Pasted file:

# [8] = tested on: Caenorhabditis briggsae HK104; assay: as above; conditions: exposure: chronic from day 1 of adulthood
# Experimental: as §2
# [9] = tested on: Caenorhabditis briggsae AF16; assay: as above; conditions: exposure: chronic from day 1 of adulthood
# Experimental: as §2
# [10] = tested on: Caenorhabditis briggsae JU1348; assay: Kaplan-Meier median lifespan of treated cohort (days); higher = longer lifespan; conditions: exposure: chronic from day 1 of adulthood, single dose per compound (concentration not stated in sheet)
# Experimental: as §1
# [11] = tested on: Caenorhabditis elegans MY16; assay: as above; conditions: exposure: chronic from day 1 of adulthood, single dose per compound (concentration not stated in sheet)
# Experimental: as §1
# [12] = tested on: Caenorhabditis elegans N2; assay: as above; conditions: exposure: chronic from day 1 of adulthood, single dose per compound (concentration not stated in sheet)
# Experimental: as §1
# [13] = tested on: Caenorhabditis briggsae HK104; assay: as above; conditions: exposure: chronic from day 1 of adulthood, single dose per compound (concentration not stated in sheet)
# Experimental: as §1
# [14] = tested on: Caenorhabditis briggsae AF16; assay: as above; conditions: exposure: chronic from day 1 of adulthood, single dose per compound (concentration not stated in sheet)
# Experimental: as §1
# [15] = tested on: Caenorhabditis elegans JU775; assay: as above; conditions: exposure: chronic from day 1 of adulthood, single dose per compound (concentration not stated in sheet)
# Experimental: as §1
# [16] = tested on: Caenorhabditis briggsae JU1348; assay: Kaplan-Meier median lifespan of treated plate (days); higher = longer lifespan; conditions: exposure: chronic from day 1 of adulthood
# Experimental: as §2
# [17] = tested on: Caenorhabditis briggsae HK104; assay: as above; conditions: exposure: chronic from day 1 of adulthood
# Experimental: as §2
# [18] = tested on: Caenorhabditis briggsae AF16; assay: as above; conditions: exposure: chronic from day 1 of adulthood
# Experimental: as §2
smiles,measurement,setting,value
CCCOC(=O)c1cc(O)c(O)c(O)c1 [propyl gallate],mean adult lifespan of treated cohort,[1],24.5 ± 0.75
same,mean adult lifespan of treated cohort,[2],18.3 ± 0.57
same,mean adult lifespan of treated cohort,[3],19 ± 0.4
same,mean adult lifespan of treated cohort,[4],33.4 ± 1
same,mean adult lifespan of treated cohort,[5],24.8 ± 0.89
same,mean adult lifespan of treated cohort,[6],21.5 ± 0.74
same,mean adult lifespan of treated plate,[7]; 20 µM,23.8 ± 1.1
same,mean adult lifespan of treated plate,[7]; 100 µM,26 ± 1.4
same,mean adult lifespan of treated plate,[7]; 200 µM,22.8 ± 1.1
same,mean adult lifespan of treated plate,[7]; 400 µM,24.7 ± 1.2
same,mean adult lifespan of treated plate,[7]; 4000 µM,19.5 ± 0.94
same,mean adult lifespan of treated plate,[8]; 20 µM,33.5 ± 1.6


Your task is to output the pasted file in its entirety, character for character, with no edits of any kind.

# [8] = tested on: Caenorhabditis briggsae HK104; assay: as above; conditions: exposure: chronic from day 1 of adulthood
# Experimental: as §2
# [9] = tested on: Caenorhabditis briggsae AF16; assay: as above; conditions: exposure: chronic from day 1 of adulthood
# Experimental: as §2
# [10] = tested on: Caenorhabditis briggsae JU1348; assay: Kaplan-Meier median lifespan of treated cohort (days); higher = longer lifespan; conditions: exposure: chronic from day 1 of adulthood, single dose per compound (concentration not stated in sheet)
# Experimental: as §1
# [11] = tested on: Caenorhabditis elegans MY16; assay: as above; conditions: exposure: chronic from day 1 of adulthood, single dose per compound (concentration not stated in sheet)
# Experimental: as §1
# [12] = tested on: Caenorhabditis elegans N2; assay: as above; conditions: exposure: chronic from day 1 of adulthood, single dose per compound (concentration not stated in sheet)
# Experimental: as §1
# [13] = tested on: Caenorhabditis briggsae HK104; assay: as above; conditions: exposure: chronic from day 1 of adulthood, single dose per compound (concentration not stated in sheet)
# Experimental: as §1
# [14] = tested on: Caenorhabditis briggsae AF16; assay: as above; conditions: exposure: chronic from day 1 of adulthood, single dose per compound (concentration not stated in sheet)
# Experimental: as §1
# [15] = tested on: Caenorhabditis elegans JU775; assay: as above; conditions: exposure: chronic from day 1 of adulthood, single dose per compound (concentration not stated in sheet)
# Experimental: as §1
# [16] = tested on: Caenorhabditis briggsae JU1348; assay: Kaplan-Meier median lifespan of treated plate (days); higher = longer lifespan; conditions: exposure: chronic from day 1 of adulthood
# Experimental: as §2
# [17] = tested on: Caenorhabditis briggsae HK104; assay: as above; conditions: exposure: chronic from day 1 of adulthood
# Experimental: as §2
# [18] = tested on: Caenorhabditis briggsae AF16; assay: as above; conditions: exposure: chronic from day 1 of adulthood
# Experimental: as §2
smiles,measurement,setting,value
CCCOC(=O)c1cc(O)c(O)c(O)c1 [propyl gallate],mean adult lifespan of treated cohort,[1],24.5 ± 0.75
same,mean adult lifespan of treated cohort,[2],18.3 ± 0.57
same,mean adult lifespan of treated cohort,[3],19 ± 0.4
same,mean adult lifespan of treated cohort,[4],33.4 ± 1
same,mean adult lifespan of treated cohort,[5],24.8 ± 0.89
same,mean adult lifespan of treated cohort,[6],21.5 ± 0.74
same,mean adult lifespan of treated plate,[7]; 20 µM,23.8 ± 1.1
same,mean adult lifespan of treated plate,[7]; 100 µM,26 ± 1.4
same,mean adult lifespan of treated plate,[7]; 200 µM,22.8 ± 1.1
same,mean adult lifespan of treated plate,[7]; 400 µM,24.7 ± 1.2
same,mean adult lifespan of treated plate,[7]; 4000 µM,19.5 ± 0.94
same,mean adult lifespan of treated plate,[8]; 20 µM,33.5 ± 1.6